A couple of weeks ago, at the end of May, I went to Antwerp for a few days. I have been to Belgium loads of times before, but I don’t recall ever visiting Antwerp. I had a week of from my internship and I didn’t feel like just sitting at home, so I booked myself a retour ticked using Flixbus, picked a hostel that looked nice enough and thus had something to look forward to.
I went to stay for two nights, so I had one full day to spend in Antwerp. Usually the beginning of June is pretty mallow weather, a bit warm but not too hot. However, when I arrived in Antwerp, it was nearing 30 degrees Celcius; way too hot for me to do anything. My first day thus consisted of sitting in a park and reading some books and honestly, I was completely and utterly content doing so.
The second day I was there, the full day I had to spend, I went to the Ruien. They are the sewers of Antwerp, though they stem from a couple of hundred years before and are not actually used the way they were anymore. However, I can assure you they still smell a bit. We walked around in the Ruien with a guide and an iPad with clips and stories of Antwerp. All in all, however, I wasn’t really impressed. I feel like the walking around should’ve been more eventful somehow, but it wasn’t. The info from the little clips was fine, but not something I couldn’t have found somewhere else. To be honest, I wouldn’t really recommend visiting the Ruien.
After the Ruien, though, I went to the Red Star Line Museum, which is absolutely something I would recommend. It reminded me of the Titanic Museum in Belfast, but without the story of the Titanic, obviously. It told the history and stories of emigrating people in the previous century. People from Eastern Europe who made a trek through all of Europe to board a boat to the United States in Antwerp. It was very interesting, especially since it wasn’t something I was very aware of before.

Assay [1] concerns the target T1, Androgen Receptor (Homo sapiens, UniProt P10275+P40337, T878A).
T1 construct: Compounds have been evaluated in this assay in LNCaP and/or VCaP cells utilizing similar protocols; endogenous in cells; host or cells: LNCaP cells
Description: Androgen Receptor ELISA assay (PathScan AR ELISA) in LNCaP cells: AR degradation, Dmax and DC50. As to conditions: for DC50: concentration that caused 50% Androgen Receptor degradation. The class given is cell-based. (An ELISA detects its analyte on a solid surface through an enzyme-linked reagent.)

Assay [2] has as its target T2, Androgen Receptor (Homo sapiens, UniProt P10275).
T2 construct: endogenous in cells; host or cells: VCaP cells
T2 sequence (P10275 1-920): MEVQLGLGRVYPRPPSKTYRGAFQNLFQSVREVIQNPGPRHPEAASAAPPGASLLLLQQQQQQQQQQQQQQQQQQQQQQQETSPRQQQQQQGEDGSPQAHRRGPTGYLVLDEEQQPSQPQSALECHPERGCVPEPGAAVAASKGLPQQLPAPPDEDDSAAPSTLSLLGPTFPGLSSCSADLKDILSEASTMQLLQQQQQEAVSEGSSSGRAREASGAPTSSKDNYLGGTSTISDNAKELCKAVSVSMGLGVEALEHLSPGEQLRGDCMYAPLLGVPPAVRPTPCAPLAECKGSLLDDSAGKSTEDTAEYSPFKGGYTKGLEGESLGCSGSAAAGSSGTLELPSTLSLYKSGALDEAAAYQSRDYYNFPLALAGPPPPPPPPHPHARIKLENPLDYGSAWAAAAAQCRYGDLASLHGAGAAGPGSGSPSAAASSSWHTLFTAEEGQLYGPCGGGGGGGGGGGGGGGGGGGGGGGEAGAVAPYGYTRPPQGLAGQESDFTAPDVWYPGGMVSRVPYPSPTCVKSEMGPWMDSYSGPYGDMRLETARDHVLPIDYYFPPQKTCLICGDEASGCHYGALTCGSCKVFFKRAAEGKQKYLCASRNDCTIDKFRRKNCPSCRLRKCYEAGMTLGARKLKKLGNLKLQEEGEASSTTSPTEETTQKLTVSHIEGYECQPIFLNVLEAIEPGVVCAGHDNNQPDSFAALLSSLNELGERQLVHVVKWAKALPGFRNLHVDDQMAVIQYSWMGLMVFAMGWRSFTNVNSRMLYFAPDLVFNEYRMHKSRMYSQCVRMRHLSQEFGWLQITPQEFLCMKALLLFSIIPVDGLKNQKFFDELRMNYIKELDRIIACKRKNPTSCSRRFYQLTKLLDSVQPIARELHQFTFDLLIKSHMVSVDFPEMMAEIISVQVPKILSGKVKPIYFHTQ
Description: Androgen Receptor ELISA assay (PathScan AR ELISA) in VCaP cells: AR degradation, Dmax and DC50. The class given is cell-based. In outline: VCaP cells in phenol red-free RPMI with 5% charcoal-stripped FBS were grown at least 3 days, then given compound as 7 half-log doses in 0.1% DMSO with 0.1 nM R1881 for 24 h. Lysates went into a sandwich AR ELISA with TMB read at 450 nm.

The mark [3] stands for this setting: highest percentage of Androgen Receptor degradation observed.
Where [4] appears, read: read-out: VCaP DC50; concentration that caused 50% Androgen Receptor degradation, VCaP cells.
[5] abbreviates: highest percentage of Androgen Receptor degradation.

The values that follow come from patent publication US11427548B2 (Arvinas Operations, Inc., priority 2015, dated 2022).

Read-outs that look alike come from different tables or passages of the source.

I was on a roll this day, because I also visited the Plantin-Moretius Museum when I had finished with the Red Star Line Museum. The Plantin-Moretius Museum is about the Plantin-Moretius family who did business in the printing industry and were famous because of it. The Museum is built in the house the family used to live in and with a paper guide, you can walk through it at your own pace.
When I was done visiting the things I had planned for the day, I went for some lovely Belgian mussels for dinner and finished off with an ice-cream from the Australian ice-cream shop. They sell absolutely delicious ice-cream and I was familiar with their shops from the vacations in my youth to Blankenberge, a small seaside town which we used to visit frequently.
Since the next day was my last day in Antwerp, I didn’t have anything planned. The weather was still really nice, so I went back to the park I sat in my first day and read some books again until it was time to go to my bus and head back to the Netherlands.
All in all I really enjoyed Antwerp. The weather definitely played part in this, since I couldn’t have asked for sunnier weather. All the terraces were out on the streets, people were friendly, every picture I took had this summery vibe. I was also happy with the time I spent in Antwerp. I probably could have stayed another night, but I didn’t really feel like doing much anyway. I also felt like I had visited the museums I had planned, so going to some more on a different day would have felt more like a must than something I would genuinely enjoy.